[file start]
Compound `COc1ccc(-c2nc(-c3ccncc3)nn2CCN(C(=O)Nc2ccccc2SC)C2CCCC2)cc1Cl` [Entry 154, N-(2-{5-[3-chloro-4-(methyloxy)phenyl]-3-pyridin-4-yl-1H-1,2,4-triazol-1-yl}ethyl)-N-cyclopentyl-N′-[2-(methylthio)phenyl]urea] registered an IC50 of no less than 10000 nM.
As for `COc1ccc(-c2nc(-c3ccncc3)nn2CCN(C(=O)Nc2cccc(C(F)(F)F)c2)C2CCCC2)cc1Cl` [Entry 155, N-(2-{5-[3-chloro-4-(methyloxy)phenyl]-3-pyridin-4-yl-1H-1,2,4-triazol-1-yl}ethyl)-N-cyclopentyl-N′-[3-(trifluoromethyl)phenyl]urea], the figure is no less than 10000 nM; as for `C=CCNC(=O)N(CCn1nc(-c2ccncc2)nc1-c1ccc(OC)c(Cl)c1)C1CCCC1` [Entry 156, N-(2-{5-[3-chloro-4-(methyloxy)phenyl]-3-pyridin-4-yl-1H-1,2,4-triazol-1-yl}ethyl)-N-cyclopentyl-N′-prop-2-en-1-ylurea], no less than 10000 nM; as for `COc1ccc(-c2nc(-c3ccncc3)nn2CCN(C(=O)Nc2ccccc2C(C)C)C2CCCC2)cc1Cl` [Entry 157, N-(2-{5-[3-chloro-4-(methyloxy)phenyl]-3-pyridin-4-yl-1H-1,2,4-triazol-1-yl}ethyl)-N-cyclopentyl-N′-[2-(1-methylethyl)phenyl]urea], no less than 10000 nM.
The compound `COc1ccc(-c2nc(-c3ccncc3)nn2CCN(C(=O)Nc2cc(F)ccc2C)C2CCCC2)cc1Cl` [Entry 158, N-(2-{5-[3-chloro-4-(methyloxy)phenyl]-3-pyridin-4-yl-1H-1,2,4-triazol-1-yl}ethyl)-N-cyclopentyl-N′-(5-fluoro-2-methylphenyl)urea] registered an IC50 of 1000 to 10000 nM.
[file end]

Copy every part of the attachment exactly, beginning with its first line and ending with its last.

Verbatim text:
Compound `COc1ccc(-c2nc(-c3ccncc3)nn2CCN(C(=O)Nc2ccccc2SC)C2CCCC2)cc1Cl` [Entry 154, N-(2-{5-[3-chloro-4-(methyloxy)phenyl]-3-pyridin-4-yl-1H-1,2,4-triazol-1-yl}ethyl)-N-cyclopentyl-N′-[2-(methylthio)phenyl]urea] registered an IC50 of no less than 10000 nM.
As for `COc1ccc(-c2nc(-c3ccncc3)nn2CCN(C(=O)Nc2cccc(C(F)(F)F)c2)C2CCCC2)cc1Cl` [Entry 155, N-(2-{5-[3-chloro-4-(methyloxy)phenyl]-3-pyridin-4-yl-1H-1,2,4-triazol-1-yl}ethyl)-N-cyclopentyl-N′-[3-(trifluoromethyl)phenyl]urea], the figure is no less than 10000 nM; as for `C=CCNC(=O)N(CCn1nc(-c2ccncc2)nc1-c1ccc(OC)c(Cl)c1)C1CCCC1` [Entry 156, N-(2-{5-[3-chloro-4-(methyloxy)phenyl]-3-pyridin-4-yl-1H-1,2,4-triazol-1-yl}ethyl)-N-cyclopentyl-N′-prop-2-en-1-ylurea], no less than 10000 nM; as for `COc1ccc(-c2nc(-c3ccncc3)nn2CCN(C(=O)Nc2ccccc2C(C)C)C2CCCC2)cc1Cl` [Entry 157, N-(2-{5-[3-chloro-4-(methyloxy)phenyl]-3-pyridin-4-yl-1H-1,2,4-triazol-1-yl}ethyl)-N-cyclopentyl-N′-[2-(1-methylethyl)phenyl]urea], no less than 10000 nM.
The compound `COc1ccc(-c2nc(-c3ccncc3)nn2CCN(C(=O)Nc2cc(F)ccc2C)C2CCCC2)cc1Cl` [Entry 158, N-(2-{5-[3-chloro-4-(methyloxy)phenyl]-3-pyridin-4-yl-1H-1,2,4-triazol-1-yl}ethyl)-N-cyclopentyl-N′-(5-fluoro-2-methylphenyl)urea] registered an IC50 of 1000 to 10000 nM.